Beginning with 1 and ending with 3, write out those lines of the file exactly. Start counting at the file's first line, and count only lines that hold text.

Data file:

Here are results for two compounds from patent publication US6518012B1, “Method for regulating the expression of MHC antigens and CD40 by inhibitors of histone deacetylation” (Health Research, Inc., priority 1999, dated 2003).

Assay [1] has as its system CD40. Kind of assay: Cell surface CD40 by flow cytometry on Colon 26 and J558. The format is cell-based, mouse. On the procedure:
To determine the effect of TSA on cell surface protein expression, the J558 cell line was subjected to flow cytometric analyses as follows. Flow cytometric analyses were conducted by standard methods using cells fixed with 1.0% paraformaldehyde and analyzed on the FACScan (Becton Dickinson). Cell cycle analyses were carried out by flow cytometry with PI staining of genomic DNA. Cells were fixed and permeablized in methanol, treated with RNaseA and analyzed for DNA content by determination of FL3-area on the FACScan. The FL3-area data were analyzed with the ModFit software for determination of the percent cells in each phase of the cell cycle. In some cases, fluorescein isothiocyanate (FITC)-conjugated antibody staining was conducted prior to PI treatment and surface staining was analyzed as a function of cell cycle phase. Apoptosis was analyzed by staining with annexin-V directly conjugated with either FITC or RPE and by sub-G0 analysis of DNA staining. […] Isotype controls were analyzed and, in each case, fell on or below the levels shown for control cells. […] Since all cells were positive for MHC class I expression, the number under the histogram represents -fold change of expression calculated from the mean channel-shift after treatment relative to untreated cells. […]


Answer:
Here are results for two compounds from patent publication US6518012B1, “Method for regulating the expression of MHC antigens and CD40 by inhibitors of histone deacetylation” (Health Research, Inc., priority 1999, dated 2003).

Assay [1] has as its system CD40. Kind of assay: Cell surface CD40 by flow cytometry on Colon 26 and J558. The format is cell-based, mouse. On the procedure:
To determine the effect of TSA on cell surface protein expression, the J558 cell line was subjected to flow cytometric analyses as follows. Flow cytometric analyses were conducted by standard methods using cells fixed with 1.0% paraformaldehyde and analyzed on the FACScan (Becton Dickinson). Cell cycle analyses were carried out by flow cytometry with PI staining of genomic DNA. Cells were fixed and permeablized in methanol, treated with RNaseA and analyzed for DNA content by determination of FL3-area on the FACScan. The FL3-area data were analyzed with the ModFit software for determination of the percent cells in each phase of the cell cycle. In some cases, fluorescein isothiocyanate (FITC)-conjugated antibody staining was conducted prior to PI treatment and surface staining was analyzed as a function of cell cycle phase. Apoptosis was analyzed by staining with annexin-V directly conjugated with either FITC or RPE and by sub-G0 analysis of DNA staining. […] Isotype controls were analyzed and, in each case, fell on or below the levels shown for control cells. […] Since all cells were positive for MHC class I expression, the number under the histogram represents -fold change of expression calculated from the mean channel-shift after treatment relative to untreated cells. […]